KC's legacy of patriotism and passion

HARARE - One of my fondest memories of Kevin Curran was his trademark restlessness during a flight to South Africa in 2005 for a week-long training camp with the Zimbabwe cricket side.

For the duration of the flight, KC could hardly stay in his seat, constantly moving up and down the plane, from seat to seat, chatting with the players about tactics, I presumed.

I wondered silently what he had to say that couldn’t wait until the one-and-half hour flight, but it was this almost childlike enthusiasm which defined the man.

Often maligned for his coaching tactics, which many cricket lovers labelled as a negative approach to the game, one thing you couldn’t take away from Curran was his passion for the game and love for his country.

A disciplinarian of the old school, he was as tough as teak, a stubborn streak which often saw him ruffle feathers in cricket circles and in his private life.   

He coached the weakest Zimbabwean team ever assembled due to player desertion at the height of crisis in the local game, and I often felt with his infectious enthusiasm, he was perhaps the best man under such circumstances to lead players who needed to make up with passion what they lacked in ability.  

Born in a sporty farming family in Rusape 53 years ago, Curran grew up playing sports on the farm alongside his cousin Kenyon Ziehl, a former national selection panel head and currently CEO of the Midwest Rhinos franchise.

His late father, Kevin Snr, represented Rhodesia at both cricket and rugby.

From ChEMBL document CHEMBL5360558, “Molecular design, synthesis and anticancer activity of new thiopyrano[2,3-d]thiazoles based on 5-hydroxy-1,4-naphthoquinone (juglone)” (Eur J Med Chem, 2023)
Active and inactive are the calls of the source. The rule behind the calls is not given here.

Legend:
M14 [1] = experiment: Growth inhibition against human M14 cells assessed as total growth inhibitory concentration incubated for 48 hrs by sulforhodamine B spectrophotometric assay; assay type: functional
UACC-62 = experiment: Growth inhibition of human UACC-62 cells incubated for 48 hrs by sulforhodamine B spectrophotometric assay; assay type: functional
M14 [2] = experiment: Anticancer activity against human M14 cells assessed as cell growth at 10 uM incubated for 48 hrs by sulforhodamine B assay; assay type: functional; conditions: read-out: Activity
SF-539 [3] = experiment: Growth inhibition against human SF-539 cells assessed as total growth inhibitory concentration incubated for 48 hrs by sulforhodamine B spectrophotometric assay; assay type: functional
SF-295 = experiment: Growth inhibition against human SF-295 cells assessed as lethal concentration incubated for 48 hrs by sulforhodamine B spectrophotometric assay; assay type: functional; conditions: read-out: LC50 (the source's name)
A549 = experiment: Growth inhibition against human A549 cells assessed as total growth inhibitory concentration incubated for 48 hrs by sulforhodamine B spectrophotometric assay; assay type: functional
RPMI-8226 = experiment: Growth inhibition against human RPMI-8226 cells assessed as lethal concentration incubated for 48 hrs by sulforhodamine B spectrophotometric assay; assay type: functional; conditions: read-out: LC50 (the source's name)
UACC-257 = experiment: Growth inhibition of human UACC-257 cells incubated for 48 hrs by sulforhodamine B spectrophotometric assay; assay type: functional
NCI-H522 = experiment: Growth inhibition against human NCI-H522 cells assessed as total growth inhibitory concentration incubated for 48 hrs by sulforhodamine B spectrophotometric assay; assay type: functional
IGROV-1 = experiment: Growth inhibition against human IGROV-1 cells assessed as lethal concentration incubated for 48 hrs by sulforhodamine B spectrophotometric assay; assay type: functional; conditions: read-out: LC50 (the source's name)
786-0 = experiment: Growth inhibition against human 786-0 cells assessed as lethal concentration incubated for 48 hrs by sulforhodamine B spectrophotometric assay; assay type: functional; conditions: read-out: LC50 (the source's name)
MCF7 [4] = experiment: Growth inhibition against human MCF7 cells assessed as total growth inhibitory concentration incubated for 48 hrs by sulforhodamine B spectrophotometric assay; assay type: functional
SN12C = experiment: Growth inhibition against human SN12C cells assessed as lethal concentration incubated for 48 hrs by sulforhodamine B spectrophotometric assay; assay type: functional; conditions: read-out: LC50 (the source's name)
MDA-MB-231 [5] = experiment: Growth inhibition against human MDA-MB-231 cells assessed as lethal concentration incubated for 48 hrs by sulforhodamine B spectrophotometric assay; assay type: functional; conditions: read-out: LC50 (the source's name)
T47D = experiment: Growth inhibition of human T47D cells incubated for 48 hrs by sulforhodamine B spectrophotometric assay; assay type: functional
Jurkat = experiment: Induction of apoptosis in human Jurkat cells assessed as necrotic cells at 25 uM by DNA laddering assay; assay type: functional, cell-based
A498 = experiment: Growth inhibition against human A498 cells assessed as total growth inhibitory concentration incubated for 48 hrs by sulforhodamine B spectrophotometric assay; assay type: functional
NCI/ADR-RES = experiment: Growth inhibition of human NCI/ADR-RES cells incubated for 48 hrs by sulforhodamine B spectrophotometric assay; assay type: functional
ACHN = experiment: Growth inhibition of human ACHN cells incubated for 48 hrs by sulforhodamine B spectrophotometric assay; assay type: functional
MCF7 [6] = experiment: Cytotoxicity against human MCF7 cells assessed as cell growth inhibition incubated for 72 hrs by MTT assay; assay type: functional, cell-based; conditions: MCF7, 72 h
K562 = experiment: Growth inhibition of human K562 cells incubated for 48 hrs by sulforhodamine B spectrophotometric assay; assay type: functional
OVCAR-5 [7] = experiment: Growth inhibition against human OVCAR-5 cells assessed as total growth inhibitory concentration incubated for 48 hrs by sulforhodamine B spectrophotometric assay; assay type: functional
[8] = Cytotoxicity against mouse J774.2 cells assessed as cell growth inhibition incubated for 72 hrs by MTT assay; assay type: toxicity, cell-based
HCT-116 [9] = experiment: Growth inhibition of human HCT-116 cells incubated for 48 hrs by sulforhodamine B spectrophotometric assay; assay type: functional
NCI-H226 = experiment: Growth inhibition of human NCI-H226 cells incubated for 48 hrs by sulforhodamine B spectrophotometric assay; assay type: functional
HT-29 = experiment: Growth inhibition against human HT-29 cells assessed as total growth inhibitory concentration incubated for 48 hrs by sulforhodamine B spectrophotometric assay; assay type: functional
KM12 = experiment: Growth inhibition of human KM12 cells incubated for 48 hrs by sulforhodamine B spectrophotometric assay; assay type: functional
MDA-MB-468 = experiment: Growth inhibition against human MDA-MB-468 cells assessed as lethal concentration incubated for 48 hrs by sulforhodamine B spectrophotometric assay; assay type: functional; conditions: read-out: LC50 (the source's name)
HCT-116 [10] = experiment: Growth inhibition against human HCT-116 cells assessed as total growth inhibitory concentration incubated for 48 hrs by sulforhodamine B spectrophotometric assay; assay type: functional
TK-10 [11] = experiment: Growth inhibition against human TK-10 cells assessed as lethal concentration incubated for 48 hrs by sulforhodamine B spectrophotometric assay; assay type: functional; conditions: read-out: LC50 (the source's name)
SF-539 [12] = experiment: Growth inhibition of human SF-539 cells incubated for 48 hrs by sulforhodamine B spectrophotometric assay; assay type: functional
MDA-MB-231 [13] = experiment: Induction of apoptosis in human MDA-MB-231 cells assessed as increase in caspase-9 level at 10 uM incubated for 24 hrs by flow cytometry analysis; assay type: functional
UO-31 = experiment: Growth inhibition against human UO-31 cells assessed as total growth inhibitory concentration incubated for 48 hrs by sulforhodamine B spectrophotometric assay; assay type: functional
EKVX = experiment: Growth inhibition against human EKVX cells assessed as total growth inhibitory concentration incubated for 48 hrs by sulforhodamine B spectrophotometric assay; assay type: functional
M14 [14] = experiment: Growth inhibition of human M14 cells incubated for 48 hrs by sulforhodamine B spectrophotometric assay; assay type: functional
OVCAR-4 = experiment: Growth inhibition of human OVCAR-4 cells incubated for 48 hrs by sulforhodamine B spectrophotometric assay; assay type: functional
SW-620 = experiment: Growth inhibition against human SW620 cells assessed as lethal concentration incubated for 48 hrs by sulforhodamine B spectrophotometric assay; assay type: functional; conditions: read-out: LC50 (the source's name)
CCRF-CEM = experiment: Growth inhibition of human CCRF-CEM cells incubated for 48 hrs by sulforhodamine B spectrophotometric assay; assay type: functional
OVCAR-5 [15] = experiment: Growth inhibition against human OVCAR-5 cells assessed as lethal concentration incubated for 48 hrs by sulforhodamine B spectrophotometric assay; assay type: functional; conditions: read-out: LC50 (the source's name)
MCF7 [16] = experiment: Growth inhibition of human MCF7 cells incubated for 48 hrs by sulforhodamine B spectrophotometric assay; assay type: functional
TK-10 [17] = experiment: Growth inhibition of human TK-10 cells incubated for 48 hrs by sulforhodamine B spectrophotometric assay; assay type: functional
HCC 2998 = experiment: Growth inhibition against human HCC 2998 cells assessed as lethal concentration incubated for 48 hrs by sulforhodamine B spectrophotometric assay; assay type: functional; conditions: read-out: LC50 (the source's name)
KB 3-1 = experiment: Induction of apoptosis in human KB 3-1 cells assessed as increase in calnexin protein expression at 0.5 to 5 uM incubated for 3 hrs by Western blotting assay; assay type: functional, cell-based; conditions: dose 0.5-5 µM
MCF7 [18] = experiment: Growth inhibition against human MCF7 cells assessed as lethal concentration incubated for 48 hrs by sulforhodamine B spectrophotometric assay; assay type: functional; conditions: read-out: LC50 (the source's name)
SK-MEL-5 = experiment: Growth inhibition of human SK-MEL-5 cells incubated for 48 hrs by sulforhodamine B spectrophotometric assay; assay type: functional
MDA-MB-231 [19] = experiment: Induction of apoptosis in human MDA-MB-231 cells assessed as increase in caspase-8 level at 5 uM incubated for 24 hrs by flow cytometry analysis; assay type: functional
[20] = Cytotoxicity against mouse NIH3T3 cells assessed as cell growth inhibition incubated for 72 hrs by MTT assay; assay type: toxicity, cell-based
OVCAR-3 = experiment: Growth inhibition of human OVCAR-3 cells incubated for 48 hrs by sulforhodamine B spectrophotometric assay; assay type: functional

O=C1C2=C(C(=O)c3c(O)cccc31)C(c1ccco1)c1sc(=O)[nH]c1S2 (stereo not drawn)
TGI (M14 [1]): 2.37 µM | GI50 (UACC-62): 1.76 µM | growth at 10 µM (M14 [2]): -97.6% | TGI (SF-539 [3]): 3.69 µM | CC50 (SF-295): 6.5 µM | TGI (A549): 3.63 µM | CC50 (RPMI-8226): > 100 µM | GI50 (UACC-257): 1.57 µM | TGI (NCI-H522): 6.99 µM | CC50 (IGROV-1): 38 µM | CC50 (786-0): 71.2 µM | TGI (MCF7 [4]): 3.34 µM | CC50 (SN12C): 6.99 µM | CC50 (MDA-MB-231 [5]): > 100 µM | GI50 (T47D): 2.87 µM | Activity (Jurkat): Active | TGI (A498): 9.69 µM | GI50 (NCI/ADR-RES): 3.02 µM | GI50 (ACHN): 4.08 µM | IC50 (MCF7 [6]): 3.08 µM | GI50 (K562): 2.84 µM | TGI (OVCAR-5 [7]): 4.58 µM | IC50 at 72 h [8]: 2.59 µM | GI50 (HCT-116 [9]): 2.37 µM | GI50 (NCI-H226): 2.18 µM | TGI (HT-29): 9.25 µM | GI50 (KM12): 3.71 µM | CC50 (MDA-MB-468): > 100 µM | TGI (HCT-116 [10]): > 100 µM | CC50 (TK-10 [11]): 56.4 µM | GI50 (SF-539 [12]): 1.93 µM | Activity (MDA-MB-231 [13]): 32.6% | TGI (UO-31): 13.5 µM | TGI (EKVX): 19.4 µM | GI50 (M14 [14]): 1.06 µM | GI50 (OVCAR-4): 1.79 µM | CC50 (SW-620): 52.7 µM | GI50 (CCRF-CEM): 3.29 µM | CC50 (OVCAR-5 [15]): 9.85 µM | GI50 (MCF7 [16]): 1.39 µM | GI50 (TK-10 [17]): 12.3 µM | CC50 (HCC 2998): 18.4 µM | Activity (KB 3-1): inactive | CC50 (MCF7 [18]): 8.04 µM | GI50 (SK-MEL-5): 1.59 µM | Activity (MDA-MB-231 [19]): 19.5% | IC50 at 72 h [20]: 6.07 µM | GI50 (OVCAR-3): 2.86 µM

Having spent many years abroad during a successful career in English county cricket, his love for his country of birth was undoubted.

Following that trip to South Africa, Bangladesh toured for an ODI series in Harare which they won, and I remember captain Prosper Utseya trying hard to supress tears following a typical outburst from Curran in the post-match team talk.

A flared-up Curran took his tirade to the press conference, slandering his players, right there in front of reporters, for letting themselves down lacking patriotism.

Curran met his death on Wednesday morning when he suffered a heart attack while jogging in Mutare, where he had travelled with his team Mashonaland Eagles to play against hosts Manicaland Mountaineers.

A fitness enthusiast, who in the words of former teammate Alistair Campbell, could at a ripe age of 53 “take anyone on and beat them at a fitness test,” KC died the way he lived, working on his fitness.

He leaves a wife and three young sons, Sam, Tom and Ben.

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